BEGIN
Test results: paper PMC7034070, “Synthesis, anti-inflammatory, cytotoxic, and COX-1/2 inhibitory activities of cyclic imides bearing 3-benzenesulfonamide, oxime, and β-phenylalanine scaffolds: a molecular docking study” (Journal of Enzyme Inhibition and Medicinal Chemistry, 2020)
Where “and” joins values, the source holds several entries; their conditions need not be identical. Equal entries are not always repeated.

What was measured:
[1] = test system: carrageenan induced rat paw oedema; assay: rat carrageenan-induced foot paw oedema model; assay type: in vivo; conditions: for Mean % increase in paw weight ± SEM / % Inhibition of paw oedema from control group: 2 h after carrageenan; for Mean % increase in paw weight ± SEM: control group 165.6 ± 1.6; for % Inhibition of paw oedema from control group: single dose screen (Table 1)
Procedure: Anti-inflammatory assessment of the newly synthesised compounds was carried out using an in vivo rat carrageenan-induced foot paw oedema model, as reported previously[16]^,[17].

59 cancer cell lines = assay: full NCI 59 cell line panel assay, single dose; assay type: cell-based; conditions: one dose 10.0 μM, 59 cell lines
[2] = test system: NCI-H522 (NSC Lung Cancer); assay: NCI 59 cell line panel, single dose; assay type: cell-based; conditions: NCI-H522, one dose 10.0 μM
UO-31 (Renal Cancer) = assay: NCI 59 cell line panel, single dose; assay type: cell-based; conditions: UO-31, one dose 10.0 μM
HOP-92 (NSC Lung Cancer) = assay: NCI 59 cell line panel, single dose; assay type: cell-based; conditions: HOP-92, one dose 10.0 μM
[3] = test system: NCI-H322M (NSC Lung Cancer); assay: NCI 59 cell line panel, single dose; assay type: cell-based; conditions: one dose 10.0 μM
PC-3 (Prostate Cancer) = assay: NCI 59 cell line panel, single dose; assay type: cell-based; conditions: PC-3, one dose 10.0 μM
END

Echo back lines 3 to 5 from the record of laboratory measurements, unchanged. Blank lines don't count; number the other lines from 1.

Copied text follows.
What was measured:
[1] = test system: carrageenan induced rat paw oedema; assay: rat carrageenan-induced foot paw oedema model; assay type: in vivo; conditions: for Mean % increase in paw weight ± SEM / % Inhibition of paw oedema from control group: 2 h after carrageenan; for Mean % increase in paw weight ± SEM: control group 165.6 ± 1.6; for % Inhibition of paw oedema from control group: single dose screen (Table 1)
Procedure: Anti-inflammatory assessment of the newly synthesised compounds was carried out using an in vivo rat carrageenan-induced foot paw oedema model, as reported previously[16]^,[17].